Dear friends in the world,
Ark of the covenant of Israel (left) and "Omikoshi"
ark of Japan (right)
I am a Japanese Christian writer living in Japan. As I
study the Bible, I began to realize that many traditional
customs and ceremonies in Japanare very similar to the
ones of ancient Israel. I considered that perhaps these
rituals came from the religion and customs of the Jews
and the Ten Lost Tribes of Israel who might have come to
The following sections are concerned with those Japanese
traditions which possibly originated from the ancient
The reason why I exhibit these on the internet is to
enable anyone interested in this subject, especially
Jewish friends to become more interested, research it for
yourself, and share your findings.
The ancient kingdom of Israel,
which consisted of 12 tribes, was in 933 B.C.E. divided
into the southern kingdom of Judahand the northern
kingdom of Israel. The 10 tribes out of 12 belonged to
the northern kingdom and the rest to the southern kingdom.
The descendants from the southern kingdom are called Jews.
The people of the northern kingdom were exiled to Assyria
in 722 B.C.E. and did not come back to Israel. They are
called "the Ten Lost Tribes of Israel." They
were scattered to the four corners of the earth. We find
the descendants of the Israelites not only in the western
world, but also in the eastern world especially along the
Silk Road. The following peoples are thought by Jewish
scholars to be the descendants of the Ten Lost Tribes of
They live in Afghanistan. Yusufzai means children of
Joseph. They have customs of ancient Israelites.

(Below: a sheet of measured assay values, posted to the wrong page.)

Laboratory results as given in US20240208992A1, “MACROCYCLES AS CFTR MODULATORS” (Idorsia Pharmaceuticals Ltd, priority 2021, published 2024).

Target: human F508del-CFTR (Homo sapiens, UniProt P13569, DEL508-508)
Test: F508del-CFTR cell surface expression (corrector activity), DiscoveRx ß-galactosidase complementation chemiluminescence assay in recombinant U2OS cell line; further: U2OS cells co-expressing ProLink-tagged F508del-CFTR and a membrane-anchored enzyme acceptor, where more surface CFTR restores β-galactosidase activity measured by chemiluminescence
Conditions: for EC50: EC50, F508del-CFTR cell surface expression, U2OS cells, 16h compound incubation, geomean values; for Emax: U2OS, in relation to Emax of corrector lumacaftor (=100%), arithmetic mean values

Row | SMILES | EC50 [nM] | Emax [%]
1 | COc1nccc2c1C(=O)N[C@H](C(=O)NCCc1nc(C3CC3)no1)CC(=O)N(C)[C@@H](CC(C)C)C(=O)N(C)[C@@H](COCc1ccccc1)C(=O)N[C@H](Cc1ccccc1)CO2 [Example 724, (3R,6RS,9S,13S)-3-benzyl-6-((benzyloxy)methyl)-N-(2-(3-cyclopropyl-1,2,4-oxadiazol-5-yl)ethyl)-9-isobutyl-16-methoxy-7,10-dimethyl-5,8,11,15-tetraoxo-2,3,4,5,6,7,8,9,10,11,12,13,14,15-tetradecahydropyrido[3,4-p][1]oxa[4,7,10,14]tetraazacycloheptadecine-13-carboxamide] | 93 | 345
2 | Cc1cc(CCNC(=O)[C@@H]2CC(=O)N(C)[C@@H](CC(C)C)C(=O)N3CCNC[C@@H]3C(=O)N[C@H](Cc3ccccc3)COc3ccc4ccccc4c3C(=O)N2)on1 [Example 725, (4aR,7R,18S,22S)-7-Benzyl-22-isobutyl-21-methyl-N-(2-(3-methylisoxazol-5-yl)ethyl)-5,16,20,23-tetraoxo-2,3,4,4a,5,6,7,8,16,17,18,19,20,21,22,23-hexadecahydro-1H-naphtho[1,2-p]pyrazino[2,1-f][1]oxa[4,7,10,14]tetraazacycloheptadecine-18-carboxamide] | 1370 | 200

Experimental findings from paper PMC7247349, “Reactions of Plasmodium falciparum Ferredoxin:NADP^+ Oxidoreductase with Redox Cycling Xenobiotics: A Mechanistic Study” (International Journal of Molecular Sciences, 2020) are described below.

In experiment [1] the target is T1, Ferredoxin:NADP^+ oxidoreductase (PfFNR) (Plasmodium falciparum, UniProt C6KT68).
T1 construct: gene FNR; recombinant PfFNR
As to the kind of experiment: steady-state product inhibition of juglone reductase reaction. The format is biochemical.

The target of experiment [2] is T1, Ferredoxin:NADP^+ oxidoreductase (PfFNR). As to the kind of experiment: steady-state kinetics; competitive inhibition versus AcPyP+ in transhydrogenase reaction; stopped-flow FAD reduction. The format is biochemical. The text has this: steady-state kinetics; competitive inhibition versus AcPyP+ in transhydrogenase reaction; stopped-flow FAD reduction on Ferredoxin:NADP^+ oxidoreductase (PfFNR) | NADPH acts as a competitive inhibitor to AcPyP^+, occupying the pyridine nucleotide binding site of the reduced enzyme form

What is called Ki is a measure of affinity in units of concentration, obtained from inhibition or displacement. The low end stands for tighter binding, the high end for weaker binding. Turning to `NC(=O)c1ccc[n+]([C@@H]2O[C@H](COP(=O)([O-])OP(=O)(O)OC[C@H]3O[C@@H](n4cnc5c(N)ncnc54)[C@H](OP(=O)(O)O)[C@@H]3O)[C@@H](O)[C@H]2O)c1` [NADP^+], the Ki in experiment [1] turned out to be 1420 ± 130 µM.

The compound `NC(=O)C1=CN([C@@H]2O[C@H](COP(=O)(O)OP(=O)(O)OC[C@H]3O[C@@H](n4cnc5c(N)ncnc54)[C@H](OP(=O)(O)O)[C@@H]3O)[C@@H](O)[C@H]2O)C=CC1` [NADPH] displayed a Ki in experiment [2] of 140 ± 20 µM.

They live in Afghanistan and Pakistan. They have the
customs of circumcision on the 8th day, fringes of robe,
Sabbath, Kashrut, Tefilin, etc.
In Kashmir they have the same land names as were in the
ancient northern kingdom of Israel. They have the feast
of Passover and the legend that they came from Israel.
In India there are people called Knanites, which means
people of Canaan. They speak Aramaic and use the Aramaic
Shinlung tribe (Bnei
In Myanmar (Burma) and India live Shinlung tribe, also
called Menashe tribe. Menashe is Manasseh, and the
Menashe tribe is said to be the descendants from the
tribe of Manasseh, one of the Ten Lost Tribes of Israel.
They have ancient Israeli customs.
Chiang (Qiang or Chiang-Min) tribe
They live in China and have ancient Israeli customs. They
believe in one God and have oral tradition that they came
from far west. They say that their ancestor had 12 sons.
They have customs of Passover, purification, levirate
marriage, etc. as ancient Israelites.
It is known that there had been a large Jewish community
since the time of B.C.E..
I am going to discuss this on this website.
The "Suwa-Taisha" shrine
Festival Illustrates the Story of Isaac.
In Nagano prefecture, Japan, there is a large
Shinto shrine named "Suwa-Taisha" (Shinto is
the national traditional religion peculiar to Japan.)
At the back of the shrine
"Suwa-Taisha," there is a mountain called Mt. Moriya("Moriya-san"
in Japanese). The people from the Suwa area call the god
of Mt. Moriya "Moriya no kami," which means,
the "god of Moriya." This shrine is built to
worship the "god of Moriya."
At Suwa-Taisha, the traditional festival called "Ontohsai"
is held on April 15 every year (When the Japanese used
the lunar calendar it was March-April). This festival
illustrates the story of Isaac in chapter 22 of Genesis
in the Bible - when Abraham was about to sacrifice his
own son, Isaac. The "Ontohsai" festival, held
since ancient days, is judged to be the most important
festival of "Suwa-Taisha."
At the festival, a boy is tied up by a rope to a wooden
pillar, and placed on a bamboo carpet. A Shinto priest
comes to him preparing a knife, and he cuts a part of the
top of the wooden pillar, but then a messenger (another
priest) comes there, and the boy is released. This is
reminiscent of the Biblical story in which Isaac was
released after an angel came to Abraham.
At this festival, animal sacrifices are also offered.